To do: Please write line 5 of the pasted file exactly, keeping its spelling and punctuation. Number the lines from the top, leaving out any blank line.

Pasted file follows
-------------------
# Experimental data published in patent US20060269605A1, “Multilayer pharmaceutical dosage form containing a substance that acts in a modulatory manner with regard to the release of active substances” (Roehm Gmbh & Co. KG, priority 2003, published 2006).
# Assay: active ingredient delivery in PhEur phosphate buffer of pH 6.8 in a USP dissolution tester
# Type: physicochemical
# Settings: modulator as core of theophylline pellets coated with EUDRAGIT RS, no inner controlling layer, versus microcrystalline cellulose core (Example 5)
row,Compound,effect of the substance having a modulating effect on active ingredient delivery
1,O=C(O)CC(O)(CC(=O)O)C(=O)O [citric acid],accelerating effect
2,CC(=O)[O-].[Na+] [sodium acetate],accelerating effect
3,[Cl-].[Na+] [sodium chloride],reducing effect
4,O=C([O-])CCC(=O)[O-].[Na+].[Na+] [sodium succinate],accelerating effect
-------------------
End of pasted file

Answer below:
row,Compound,effect of the substance having a modulating effect on active ingredient delivery